On the margins of the annual UN High-Level Forum on the Culture of Peace, the International Peace Institute and the Office of the President of the General Assembly co-hosted a virtual policy forum entitled “Learning Interrupted: Education, Covid-19, and the Culture of Peace” on September 10th, 2020. This event provided an important platform for key stakeholders to shed light on some efficient responses to the global learning crisis while promoting culture of peace in the minds of young men and women.
In his opening remarks, H.E. Tijjani Muhammad-Bande, President of the 74th Session of the UN General Assembly, stressed the need for all governments to proactively and creatively address ongoing imbalanced access to quality education in order to promote a sustained culture of peace. He called on all Member States to give education primary consideration in all of their efforts to build back better and stronger.
“This crisis provides an opportunity to reimagine education –– to build more resilient education systems that respect diversity and work for all. A culture of peace is intricately linked to a culture of inclusion. This is the starting point for educational recovery –– pulling all the stops to ensure that the most marginalized children and youth return to school and learn in safe environments, with special attention to girls, refugees and conflict situations”, said Stefania Giannini. She pointed out that, to reorient education systems around a culture of peace, students must be wired to defend human rights, act for social justice, gender equality as well as care for the environment.
H.E. Rabab Fatima, Permanent Representative of the People’s Republic of Bangladesh to the UN, spoke highly of UNESCO’s tireless efforts in working with national governments to mitigate the impacts of the pandemic on education. She stressed the multiplier role that a culture of peace could play in “bringing back inclusivity in our pandemic response and SDGs implementation”. “The culture of peace can play a catalytic role to save humanity from the crisis by promoting inter-cultural and inter-religious dialogue, bridging divides and discrimination across and within societies, and fostering mutual respect, harmony and non-violence”, said Ambassador Fatima.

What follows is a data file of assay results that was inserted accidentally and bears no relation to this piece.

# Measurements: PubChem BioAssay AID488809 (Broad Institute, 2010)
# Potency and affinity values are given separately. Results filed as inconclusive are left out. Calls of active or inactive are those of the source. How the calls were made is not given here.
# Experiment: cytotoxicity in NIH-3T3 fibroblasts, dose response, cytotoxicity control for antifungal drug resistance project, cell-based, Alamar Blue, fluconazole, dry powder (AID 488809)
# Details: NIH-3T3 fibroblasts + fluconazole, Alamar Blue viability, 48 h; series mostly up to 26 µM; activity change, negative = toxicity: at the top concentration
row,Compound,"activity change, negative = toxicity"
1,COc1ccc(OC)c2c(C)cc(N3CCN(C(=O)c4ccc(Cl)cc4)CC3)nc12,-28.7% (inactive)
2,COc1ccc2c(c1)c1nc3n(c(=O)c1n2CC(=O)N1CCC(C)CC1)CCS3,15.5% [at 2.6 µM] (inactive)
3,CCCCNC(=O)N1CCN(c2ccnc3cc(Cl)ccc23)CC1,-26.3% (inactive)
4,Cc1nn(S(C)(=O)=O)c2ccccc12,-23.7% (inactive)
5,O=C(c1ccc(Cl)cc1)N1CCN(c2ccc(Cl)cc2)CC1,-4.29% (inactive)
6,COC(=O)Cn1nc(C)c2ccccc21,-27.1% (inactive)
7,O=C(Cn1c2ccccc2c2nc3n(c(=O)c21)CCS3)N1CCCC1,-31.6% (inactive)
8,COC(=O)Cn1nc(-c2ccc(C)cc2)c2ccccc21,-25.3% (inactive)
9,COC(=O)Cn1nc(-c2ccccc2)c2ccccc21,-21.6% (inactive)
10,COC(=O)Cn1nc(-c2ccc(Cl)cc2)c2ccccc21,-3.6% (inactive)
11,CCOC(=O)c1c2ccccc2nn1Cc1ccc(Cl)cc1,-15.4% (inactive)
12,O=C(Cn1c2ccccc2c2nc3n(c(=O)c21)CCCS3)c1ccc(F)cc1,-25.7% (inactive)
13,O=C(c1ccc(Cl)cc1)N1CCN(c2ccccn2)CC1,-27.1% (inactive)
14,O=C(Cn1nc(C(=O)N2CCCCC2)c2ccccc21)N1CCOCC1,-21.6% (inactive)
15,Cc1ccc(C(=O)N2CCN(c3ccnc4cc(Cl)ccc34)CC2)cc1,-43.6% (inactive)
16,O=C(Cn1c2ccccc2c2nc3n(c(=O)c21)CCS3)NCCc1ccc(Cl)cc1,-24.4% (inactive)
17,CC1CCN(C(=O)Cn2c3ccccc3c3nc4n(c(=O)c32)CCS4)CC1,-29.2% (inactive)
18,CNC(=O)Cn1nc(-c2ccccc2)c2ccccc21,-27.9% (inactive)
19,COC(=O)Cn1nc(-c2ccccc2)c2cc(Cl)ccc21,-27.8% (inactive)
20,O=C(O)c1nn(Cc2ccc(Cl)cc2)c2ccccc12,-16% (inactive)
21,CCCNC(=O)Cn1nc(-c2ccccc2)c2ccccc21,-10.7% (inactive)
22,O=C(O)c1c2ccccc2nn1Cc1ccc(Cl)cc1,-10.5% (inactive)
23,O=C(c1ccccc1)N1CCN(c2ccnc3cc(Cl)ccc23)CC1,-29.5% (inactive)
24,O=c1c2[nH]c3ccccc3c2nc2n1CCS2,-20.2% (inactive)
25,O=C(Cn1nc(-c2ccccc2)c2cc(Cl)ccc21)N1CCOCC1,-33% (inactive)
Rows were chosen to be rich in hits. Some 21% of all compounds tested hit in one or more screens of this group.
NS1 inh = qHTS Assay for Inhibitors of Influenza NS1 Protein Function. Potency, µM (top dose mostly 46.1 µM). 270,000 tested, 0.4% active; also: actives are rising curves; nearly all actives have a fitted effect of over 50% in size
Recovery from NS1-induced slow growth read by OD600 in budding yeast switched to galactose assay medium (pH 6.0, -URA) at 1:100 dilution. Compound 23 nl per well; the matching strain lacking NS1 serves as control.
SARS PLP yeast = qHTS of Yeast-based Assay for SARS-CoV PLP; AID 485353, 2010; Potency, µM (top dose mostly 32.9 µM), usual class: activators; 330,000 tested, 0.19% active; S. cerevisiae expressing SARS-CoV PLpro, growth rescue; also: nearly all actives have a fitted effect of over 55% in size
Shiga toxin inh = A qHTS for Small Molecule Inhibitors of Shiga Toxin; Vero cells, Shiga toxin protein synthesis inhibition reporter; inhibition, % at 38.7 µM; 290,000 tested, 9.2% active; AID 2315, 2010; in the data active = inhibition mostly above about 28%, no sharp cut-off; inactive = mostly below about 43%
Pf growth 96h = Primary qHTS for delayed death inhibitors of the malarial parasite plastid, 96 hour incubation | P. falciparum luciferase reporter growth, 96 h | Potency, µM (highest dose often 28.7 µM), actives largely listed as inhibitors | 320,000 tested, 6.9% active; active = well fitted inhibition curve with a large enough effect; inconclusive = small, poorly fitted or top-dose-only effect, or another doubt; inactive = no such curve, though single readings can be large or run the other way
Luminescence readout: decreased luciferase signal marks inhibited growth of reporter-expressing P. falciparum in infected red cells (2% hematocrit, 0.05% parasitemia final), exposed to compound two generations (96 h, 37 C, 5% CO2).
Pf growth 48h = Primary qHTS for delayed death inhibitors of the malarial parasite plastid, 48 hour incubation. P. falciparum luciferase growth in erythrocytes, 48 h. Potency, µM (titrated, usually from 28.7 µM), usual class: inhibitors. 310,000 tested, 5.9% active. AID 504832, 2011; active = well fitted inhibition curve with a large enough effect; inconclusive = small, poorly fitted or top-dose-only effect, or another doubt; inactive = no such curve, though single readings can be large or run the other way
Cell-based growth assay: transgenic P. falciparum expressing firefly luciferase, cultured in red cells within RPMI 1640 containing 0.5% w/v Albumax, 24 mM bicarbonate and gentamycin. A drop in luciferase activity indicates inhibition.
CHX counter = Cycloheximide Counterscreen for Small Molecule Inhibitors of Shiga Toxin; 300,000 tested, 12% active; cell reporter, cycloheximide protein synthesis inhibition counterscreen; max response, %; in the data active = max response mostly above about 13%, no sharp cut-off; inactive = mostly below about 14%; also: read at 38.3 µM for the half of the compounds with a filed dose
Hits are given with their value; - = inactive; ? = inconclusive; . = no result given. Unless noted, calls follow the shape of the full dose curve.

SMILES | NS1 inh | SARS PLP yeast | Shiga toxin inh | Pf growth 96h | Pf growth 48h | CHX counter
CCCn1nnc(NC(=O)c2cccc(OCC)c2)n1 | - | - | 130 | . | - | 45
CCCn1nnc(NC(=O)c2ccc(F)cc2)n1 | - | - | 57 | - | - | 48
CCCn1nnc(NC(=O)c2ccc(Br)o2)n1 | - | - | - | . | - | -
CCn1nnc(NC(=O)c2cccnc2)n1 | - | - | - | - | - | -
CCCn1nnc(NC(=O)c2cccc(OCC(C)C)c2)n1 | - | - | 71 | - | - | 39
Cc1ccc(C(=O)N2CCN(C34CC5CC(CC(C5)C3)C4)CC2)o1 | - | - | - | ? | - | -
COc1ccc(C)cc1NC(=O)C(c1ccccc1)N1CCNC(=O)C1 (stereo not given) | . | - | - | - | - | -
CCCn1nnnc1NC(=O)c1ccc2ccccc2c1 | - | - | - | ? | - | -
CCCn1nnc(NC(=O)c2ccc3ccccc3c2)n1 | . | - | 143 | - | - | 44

Calling on the entire international community to shoulder on responsibilities and avert a “generational catastrophe”, Stefania Giannini, UNESCO Assistant Director-General for Education, underscored the urgent need to prioritize education in the recovery and to invest more in social and emotional skills that must be mainstreamed throughout education systems.
Dr. Robert Jenkins, Chief of Education at UNICEF, believed that the global community now has a one-in-a-generation opportunity to reopen schools in new ways and to support schools and education systems to maximize the potential to transform learning, citing on-the-ground programs and initiatives in Brazil, Burkina Faso and Tanzania. “Focus on Reaching the most vulnerable students, transform the way learning is provided, meet the holistic needs of children”, Dr. Jenkins posed three clear messages and recommendations for governments.